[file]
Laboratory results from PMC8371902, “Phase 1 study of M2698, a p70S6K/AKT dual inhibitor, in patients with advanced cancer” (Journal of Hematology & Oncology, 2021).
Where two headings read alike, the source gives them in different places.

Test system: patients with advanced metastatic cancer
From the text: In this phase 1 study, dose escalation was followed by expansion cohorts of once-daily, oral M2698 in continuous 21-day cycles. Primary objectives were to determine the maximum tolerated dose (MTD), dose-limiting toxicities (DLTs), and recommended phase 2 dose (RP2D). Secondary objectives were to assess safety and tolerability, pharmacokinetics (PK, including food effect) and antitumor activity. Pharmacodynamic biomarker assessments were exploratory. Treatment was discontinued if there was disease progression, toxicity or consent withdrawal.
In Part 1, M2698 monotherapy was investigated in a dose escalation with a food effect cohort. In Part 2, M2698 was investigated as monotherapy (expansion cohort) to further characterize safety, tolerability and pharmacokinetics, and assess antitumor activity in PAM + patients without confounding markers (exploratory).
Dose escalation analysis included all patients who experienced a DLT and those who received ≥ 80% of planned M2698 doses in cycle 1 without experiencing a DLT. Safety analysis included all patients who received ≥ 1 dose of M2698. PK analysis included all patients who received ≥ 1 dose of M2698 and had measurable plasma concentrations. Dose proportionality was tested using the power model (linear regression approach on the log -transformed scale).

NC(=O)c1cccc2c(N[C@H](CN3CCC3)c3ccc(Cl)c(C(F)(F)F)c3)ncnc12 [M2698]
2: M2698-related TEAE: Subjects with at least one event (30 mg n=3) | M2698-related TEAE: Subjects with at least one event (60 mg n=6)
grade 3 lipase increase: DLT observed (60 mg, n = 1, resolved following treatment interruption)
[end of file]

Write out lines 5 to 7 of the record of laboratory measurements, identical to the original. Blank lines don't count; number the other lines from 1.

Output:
In Part 1, M2698 monotherapy was investigated in a dose escalation with a food effect cohort. In Part 2, M2698 was investigated as monotherapy (expansion cohort) to further characterize safety, tolerability and pharmacokinetics, and assess antitumor activity in PAM + patients without confounding markers (exploratory).
Dose escalation analysis included all patients who experienced a DLT and those who received ≥ 80% of planned M2698 doses in cycle 1 without experiencing a DLT. Safety analysis included all patients who received ≥ 1 dose of M2698. PK analysis included all patients who received ≥ 1 dose of M2698 and had measurable plasma concentrations. Dose proportionality was tested using the power model (linear regression approach on the log -transformed scale).

NC(=O)c1cccc2c(N[C@H](CN3CCC3)c3ccc(Cl)c(C(F)(F)F)c3)ncnc12 [M2698]